Monday, March 13, 2023

On the Canonization of John Paul II and Survivors of Clerical Sexual Abuse, John Allen and Thomas Reese Spectacularly Miss the Point

Käthe Kollwitz, "Mothers" ("Mutter"), 1919, lithograph in Princeton University Art Museum
Käthe Kollwitz, "Mothers" ("Mutter"), 1919, lithograph in Princeton University Art Museum

John Allen and Thomas Reese appear not to understand what it means for the Catholic church to declare someone a saint — as it did so with reckless speed when Pope John Paul II was canonized immediately after his death, to the consternation of not a few Catholics who thought that John Paul's papal legacy was more than a little mixed. 

As we're now finding out, it appears very clear that, as archbiship in Krakow, he covered up sexual abuse of minors by priests. 

Allen and Reese say that, well, canonization doesn't mean the saint wasn't a sinner like the rest of us.

In the CBS News report I've linked above, Anna Matranga writes,

Allen said canonization was "a finding that despite whatever human failures or limitations in judgment his papacy may have reflected, there was nevertheless a genuine holiness of life about the person of the pope. Undoubtedly, supporters of John Paul II will say the same thing vis-à-vis his record on the abuse crisis."

And she quotes Reese to say,

Canonization does not mean that the person was perfect, that they never did anything wrong, that they never sinned. They are people of their times with many of the blind spots and even prejudices of their times. Many aspects of their lives can be admired and imitated while at the same time recognizing that they made mistakes and even sinned.

But none of this is the point. We all know that every saint is a sinner just like us, and that canonization doesn't imply that the one made a saint was not a sinner. This is, however, not the point about the furor that John Paul II was made a saint — immediately. The point is that canonization holds the saint up to all of us as a model for the Christian life.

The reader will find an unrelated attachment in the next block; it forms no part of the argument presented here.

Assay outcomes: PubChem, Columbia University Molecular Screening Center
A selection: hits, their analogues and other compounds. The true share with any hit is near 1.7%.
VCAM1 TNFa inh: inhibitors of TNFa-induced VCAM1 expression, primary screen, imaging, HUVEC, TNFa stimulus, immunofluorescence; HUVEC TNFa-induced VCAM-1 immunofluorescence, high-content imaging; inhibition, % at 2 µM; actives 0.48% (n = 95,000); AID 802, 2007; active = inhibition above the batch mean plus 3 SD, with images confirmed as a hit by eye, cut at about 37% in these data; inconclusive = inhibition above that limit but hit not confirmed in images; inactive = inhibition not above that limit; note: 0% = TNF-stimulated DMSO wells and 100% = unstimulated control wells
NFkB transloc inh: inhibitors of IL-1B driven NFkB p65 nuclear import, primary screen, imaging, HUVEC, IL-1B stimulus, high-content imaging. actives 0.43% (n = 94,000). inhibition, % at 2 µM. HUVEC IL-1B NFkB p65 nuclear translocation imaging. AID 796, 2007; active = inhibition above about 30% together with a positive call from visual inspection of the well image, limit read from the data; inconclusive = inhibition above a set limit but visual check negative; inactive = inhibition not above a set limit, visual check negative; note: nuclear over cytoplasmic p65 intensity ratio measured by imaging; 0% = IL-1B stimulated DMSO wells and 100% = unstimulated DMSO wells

In what sense is a man a saint when he has a position of authority that allows him to protect minors from abuse but protects their abusers instead? We're told repeatedly that the saints are our role models in the Christian life. 

In what sense is a pastoral leader who has the ability to protect children from abuse but protects their abusers instead a role model for the Christian life?

That's the important question at stake here.

What is the Catholic church communicating to those sexually abused as minors by religious authority figures when it canonizes John Paul II? What is the church communicating to all of us who care about those abused in this way, and about the church itself as it harbors child molestors?

What are John Allen and Thomas Reese communicating to abuse survivors? To those who care about abuse survivors? Whose interests does their analysis serve?

Why are these the voices that, over and over, are allowed to posture as "the center" in Catholic conversations and as the Catholic church communicates its values to the public square? What has the Catholic church communicated to the world in canonizing John Paul II, and what are John Allen and Thomas Reese communicating to the world about Catholic values in defending this canonization>

These questions are very much worth asking, it seems to me.

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